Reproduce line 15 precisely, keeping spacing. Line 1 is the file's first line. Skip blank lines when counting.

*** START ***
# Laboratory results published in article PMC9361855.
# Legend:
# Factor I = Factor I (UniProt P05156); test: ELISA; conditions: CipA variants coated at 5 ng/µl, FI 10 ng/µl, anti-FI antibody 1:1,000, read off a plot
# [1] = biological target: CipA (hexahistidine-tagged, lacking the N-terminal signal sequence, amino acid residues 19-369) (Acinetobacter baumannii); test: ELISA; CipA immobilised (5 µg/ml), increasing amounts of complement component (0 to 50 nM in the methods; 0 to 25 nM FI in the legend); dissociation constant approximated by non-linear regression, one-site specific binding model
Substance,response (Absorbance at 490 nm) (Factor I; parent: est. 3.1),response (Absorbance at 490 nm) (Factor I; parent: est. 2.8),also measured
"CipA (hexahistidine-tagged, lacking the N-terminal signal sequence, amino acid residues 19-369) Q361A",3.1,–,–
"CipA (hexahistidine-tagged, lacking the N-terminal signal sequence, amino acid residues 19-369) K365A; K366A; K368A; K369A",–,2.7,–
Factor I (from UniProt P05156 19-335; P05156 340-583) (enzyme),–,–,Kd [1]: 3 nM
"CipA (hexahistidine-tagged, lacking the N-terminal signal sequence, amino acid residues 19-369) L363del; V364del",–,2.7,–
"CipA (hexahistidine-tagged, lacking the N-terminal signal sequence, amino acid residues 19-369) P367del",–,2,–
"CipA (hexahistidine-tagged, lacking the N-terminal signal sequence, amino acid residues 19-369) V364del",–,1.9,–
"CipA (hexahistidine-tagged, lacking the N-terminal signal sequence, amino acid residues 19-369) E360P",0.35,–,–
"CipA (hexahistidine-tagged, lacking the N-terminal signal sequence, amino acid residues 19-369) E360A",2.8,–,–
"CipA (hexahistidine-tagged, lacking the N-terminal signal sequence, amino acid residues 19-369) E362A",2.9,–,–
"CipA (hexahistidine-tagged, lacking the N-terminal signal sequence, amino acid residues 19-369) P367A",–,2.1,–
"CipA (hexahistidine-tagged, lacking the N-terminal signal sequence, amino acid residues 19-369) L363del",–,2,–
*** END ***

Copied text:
"CipA (hexahistidine-tagged, lacking the N-terminal signal sequence, amino acid residues 19-369) P367A",–,2.1,–